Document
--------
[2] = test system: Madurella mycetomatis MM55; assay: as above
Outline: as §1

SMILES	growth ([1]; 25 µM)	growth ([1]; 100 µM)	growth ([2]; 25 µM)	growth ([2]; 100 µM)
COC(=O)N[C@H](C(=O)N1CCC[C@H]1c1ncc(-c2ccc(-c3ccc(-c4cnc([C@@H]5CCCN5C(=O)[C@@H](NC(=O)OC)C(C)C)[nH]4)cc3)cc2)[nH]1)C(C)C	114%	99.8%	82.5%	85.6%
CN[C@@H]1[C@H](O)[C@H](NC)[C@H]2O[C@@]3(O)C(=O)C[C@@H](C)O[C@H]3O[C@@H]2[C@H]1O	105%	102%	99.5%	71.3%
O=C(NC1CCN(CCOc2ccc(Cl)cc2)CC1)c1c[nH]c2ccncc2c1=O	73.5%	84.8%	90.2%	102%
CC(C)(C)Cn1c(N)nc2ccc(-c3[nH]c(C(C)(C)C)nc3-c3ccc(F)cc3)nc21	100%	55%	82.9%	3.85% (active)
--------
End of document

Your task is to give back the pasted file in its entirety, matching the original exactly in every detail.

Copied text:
[2] = test system: Madurella mycetomatis MM55; assay: as above
Outline: as §1

SMILES	growth ([1]; 25 µM)	growth ([1]; 100 µM)	growth ([2]; 25 µM)	growth ([2]; 100 µM)
COC(=O)N[C@H](C(=O)N1CCC[C@H]1c1ncc(-c2ccc(-c3ccc(-c4cnc([C@@H]5CCCN5C(=O)[C@@H](NC(=O)OC)C(C)C)[nH]4)cc3)cc2)[nH]1)C(C)C	114%	99.8%	82.5%	85.6%
CN[C@@H]1[C@H](O)[C@H](NC)[C@H]2O[C@@]3(O)C(=O)C[C@@H](C)O[C@H]3O[C@@H]2[C@H]1O	105%	102%	99.5%	71.3%
O=C(NC1CCN(CCOc2ccc(Cl)cc2)CC1)c1c[nH]c2ccncc2c1=O	73.5%	84.8%	90.2%	102%
CC(C)(C)Cn1c(N)nc2ccc(-c3[nH]c(C(C)(C)C)nc3-c3ccc(F)cc3)nc21	100%	55%	82.9%	3.85% (active)